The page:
Patients with chronic kidney disease commonly develop anemia. For patients with end-stage kidney disease, peritoneal dialysis is a common modality of kidney replacement therapy, particularly in the Asia-Pacific region, including China, Hong Kong, Japan, Malaysia, Singapore, South Korea, and Thailand. In that region, peritoneal dialysis accounts for 2.8% to 74.6% of the dialysis population. Further, 82% to 96% of the patients on peritoneal dialysis in the Asia-Pacific region are receiving erythropoiesis-stimulating agents (ESAs).
In Kidney Medicine [2021;3(3):405-411], Philip Kam-Tao Li, MD, and colleagues described approaches to management of anemia in patients receiving peritoneal dialysis in the Asia-Pacific region.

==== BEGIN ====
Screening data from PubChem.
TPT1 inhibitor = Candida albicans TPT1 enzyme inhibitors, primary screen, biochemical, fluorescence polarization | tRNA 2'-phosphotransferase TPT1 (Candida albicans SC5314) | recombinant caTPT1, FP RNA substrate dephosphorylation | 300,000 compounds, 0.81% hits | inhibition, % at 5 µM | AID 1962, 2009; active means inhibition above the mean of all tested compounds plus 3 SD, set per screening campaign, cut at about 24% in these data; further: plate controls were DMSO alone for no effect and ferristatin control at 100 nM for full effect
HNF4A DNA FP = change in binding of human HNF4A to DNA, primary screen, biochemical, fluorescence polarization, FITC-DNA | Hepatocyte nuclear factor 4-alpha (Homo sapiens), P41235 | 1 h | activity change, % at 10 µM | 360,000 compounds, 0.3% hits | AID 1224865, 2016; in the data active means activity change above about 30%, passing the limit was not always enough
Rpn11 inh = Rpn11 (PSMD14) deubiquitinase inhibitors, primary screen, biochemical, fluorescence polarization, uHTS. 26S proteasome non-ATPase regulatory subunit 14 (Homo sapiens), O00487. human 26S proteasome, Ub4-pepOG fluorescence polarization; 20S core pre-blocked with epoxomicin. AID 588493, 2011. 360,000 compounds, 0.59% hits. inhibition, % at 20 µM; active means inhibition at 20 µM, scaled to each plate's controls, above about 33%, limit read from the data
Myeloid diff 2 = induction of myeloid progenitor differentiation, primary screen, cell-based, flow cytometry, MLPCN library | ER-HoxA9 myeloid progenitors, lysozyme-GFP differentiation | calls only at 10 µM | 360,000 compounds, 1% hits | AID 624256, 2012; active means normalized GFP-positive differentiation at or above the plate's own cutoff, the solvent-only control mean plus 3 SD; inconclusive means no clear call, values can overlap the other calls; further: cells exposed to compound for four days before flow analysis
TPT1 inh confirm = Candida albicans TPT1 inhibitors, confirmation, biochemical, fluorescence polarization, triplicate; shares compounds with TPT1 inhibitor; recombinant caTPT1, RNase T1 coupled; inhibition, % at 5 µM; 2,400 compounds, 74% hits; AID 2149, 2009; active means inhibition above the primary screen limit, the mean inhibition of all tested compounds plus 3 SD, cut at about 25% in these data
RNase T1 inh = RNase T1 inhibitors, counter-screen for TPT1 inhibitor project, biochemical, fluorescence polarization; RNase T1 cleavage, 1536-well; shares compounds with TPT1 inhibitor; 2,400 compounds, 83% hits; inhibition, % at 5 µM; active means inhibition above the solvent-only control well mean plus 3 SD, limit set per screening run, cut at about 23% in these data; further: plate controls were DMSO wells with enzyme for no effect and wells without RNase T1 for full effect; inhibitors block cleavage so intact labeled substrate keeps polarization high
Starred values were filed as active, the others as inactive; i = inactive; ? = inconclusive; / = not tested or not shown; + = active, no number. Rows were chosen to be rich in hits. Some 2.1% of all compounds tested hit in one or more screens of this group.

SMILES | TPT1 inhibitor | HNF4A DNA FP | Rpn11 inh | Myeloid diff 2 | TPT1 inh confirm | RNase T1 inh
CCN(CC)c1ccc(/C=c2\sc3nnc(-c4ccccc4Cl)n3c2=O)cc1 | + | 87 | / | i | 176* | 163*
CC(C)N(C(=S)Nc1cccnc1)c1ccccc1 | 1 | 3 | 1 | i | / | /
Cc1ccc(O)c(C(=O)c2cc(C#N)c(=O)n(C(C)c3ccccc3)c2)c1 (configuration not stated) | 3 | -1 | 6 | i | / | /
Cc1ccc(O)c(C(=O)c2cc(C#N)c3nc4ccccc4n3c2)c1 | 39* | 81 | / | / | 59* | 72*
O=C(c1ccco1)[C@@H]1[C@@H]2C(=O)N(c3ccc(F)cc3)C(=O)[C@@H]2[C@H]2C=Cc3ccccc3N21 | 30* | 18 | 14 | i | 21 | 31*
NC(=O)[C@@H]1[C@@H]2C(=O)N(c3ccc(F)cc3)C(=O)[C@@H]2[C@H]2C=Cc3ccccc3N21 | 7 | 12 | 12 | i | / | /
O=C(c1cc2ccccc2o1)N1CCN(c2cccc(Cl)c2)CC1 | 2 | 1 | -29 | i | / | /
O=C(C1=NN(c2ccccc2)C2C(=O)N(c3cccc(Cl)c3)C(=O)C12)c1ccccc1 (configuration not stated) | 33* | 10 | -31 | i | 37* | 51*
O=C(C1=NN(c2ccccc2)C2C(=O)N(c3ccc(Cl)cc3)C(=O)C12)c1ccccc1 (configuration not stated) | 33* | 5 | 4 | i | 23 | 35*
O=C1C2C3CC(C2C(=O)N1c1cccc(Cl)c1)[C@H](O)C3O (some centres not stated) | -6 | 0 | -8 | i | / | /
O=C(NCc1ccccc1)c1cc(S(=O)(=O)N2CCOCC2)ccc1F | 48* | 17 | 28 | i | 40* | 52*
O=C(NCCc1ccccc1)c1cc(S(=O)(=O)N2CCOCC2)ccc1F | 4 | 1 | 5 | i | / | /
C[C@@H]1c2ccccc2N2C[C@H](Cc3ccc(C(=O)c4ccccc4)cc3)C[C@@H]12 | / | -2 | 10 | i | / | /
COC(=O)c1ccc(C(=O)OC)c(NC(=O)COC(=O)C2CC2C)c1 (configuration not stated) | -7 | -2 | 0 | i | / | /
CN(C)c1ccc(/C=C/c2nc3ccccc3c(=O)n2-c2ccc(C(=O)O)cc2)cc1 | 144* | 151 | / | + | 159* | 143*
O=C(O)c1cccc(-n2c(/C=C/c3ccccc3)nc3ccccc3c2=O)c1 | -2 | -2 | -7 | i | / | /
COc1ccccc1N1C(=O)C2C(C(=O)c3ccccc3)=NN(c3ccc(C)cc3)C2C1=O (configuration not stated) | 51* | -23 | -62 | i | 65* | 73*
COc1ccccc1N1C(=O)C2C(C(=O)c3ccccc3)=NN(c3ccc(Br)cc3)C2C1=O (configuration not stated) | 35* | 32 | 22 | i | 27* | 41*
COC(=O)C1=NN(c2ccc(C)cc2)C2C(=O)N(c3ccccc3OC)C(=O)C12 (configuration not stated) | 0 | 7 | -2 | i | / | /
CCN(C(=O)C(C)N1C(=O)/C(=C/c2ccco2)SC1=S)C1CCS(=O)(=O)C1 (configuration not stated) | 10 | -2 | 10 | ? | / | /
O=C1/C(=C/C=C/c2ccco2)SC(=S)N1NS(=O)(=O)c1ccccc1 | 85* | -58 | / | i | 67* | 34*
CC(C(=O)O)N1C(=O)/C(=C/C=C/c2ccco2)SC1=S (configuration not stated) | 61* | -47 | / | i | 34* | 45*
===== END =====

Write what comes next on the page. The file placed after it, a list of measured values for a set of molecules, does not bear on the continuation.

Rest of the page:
Countries in that region follow guidelines from the Kidney Disease Improving Global Outcomes recommendations for initiation of anemia treatment in patients on peritoneal dialysis. ESAs may include both shorter-acting (epoetin alga and beta) and longer-acting agents (darbepoetin alga or methoxy polyethylene glycol-epoetin beta). In Mainland China, Malaysia, Singapore, and Thailand, the most commonly used ESAs are the shorter-acting agents, while in Hong Kong, Japan, and South Korea, the most common ESAs used are longer-acting.
The most commonly used iron supplement is oral iron therapy.
The researchers said, “The route and dosage of iron administration in peritoneal dialysis patients requires more research studies. With the introduction of oral hypoxia-inducible factor prolyl hydroxylase inhibitors into clinical use, the landscape of treatment of anemia in the peritoneal dialysis population in the Asia-Pacific region may change in the coming years.”